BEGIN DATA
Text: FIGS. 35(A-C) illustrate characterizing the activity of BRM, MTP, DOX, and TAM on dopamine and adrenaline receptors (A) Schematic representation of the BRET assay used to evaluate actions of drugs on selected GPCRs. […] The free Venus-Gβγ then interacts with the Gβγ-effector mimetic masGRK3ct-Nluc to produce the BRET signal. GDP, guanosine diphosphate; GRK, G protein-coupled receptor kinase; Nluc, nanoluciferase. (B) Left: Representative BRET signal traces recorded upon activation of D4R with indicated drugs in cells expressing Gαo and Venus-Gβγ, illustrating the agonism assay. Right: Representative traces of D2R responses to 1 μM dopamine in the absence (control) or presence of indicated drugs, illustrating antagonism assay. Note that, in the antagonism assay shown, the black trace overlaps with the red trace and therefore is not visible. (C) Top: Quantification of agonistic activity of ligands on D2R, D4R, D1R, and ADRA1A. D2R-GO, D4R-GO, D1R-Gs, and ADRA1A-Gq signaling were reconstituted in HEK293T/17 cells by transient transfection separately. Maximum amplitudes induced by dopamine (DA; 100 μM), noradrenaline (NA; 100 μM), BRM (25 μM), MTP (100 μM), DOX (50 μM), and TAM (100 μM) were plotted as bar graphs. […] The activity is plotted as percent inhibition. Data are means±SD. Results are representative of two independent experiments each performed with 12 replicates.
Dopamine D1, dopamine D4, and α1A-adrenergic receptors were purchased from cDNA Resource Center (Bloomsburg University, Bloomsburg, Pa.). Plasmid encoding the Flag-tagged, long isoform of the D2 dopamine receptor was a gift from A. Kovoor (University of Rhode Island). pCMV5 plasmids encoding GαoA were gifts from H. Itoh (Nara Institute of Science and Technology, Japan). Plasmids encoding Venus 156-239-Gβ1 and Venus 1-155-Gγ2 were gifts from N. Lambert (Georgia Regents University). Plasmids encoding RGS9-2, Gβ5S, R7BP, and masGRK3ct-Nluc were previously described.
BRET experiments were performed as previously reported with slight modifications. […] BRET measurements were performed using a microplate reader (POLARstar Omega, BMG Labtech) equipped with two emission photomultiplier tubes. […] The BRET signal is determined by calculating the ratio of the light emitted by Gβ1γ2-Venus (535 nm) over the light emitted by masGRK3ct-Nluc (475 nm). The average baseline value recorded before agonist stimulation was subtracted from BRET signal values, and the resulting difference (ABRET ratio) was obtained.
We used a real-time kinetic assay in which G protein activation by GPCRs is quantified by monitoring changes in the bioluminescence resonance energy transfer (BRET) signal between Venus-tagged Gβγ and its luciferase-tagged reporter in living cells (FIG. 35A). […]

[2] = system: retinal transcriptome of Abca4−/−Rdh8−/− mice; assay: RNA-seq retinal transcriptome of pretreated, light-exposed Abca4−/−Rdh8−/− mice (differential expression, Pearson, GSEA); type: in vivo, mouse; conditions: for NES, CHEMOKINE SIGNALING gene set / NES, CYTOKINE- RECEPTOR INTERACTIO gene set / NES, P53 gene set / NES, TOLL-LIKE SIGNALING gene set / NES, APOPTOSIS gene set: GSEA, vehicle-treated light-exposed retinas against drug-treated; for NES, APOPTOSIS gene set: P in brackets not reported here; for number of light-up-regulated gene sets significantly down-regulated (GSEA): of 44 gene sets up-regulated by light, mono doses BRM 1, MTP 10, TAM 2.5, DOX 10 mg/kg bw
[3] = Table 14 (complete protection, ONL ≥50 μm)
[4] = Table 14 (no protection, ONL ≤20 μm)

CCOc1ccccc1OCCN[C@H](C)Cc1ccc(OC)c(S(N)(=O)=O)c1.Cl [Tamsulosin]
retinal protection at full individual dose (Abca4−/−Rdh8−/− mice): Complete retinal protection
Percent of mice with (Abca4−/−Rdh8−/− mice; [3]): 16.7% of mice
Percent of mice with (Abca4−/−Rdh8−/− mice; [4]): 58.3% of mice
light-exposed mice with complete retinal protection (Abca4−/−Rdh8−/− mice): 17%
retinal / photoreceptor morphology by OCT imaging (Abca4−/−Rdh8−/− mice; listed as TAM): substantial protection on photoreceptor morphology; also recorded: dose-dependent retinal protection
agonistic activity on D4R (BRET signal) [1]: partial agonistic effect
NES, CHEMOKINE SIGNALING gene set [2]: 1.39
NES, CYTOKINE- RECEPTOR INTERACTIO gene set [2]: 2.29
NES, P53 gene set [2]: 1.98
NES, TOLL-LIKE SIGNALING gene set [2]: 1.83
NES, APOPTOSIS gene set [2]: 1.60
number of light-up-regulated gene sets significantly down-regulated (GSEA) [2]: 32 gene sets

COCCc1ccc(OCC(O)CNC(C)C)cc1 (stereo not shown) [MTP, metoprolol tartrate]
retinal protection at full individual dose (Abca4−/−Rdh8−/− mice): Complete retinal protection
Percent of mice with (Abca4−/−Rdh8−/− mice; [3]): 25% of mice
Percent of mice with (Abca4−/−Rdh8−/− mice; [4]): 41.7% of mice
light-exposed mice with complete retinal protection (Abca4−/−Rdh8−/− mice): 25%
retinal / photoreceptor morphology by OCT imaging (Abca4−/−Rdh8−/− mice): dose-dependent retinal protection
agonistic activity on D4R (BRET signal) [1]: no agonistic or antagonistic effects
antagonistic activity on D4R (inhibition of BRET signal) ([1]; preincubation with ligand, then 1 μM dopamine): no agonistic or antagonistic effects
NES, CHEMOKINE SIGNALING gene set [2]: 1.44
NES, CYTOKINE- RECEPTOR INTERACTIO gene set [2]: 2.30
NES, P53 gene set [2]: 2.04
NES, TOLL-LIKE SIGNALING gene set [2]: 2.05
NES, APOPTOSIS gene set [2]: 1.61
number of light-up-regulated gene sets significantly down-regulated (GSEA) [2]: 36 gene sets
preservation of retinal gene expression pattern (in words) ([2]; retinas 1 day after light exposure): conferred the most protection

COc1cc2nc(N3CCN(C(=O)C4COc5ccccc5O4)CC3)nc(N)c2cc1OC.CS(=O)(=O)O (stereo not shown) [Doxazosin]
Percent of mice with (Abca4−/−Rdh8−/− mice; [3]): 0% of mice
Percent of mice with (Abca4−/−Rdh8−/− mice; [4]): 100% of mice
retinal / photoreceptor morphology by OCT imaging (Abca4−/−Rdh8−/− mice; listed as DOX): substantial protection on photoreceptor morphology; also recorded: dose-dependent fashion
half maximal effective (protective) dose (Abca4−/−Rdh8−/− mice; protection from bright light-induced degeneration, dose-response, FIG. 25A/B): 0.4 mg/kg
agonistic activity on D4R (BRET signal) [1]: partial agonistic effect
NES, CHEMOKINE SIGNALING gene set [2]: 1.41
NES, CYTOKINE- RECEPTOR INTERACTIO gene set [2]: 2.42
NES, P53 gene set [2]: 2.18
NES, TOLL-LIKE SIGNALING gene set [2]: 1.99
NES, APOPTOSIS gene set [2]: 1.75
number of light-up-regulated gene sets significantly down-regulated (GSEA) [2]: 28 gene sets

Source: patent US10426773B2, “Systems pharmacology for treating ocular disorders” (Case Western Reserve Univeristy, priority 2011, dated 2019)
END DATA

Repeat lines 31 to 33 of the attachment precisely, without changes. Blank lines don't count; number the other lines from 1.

NES, P53 gene set [2]: 2.04
NES, TOLL-LIKE SIGNALING gene set [2]: 2.05
NES, APOPTOSIS gene set [2]: 1.61